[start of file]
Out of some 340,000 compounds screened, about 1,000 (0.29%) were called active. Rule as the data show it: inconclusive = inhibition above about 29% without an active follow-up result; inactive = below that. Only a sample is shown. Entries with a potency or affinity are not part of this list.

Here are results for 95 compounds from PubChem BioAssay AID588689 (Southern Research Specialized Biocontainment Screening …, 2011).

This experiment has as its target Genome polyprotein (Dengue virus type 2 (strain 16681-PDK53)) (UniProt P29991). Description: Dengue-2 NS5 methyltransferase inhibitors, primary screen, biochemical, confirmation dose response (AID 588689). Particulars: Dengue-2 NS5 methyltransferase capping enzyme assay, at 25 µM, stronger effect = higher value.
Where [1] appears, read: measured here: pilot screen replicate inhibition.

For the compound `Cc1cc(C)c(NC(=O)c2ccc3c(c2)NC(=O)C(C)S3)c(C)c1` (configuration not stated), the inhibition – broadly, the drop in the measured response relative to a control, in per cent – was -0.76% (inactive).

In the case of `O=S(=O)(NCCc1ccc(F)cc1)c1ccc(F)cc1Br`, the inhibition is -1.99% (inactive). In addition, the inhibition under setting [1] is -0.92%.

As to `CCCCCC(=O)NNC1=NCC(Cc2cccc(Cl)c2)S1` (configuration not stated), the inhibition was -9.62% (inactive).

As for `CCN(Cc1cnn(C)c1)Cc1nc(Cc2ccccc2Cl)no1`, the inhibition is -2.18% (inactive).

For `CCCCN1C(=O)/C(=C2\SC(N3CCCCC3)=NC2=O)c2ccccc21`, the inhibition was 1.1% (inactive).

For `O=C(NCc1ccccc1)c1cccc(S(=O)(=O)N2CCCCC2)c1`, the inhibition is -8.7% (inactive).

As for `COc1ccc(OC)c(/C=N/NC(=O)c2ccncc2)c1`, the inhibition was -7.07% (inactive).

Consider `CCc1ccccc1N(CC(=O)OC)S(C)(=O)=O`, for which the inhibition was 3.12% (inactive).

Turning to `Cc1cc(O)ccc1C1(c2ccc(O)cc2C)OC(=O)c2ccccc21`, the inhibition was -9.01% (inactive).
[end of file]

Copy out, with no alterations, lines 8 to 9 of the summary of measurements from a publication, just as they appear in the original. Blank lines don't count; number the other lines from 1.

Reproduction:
As for `CCN(Cc1cnn(C)c1)Cc1nc(Cc2ccccc2Cl)no1`, the inhibition is -2.18% (inactive).

For `CCCCN1C(=O)/C(=C2\SC(N3CCCCC3)=NC2=O)c2ccccc21`, the inhibition was 1.1% (inactive).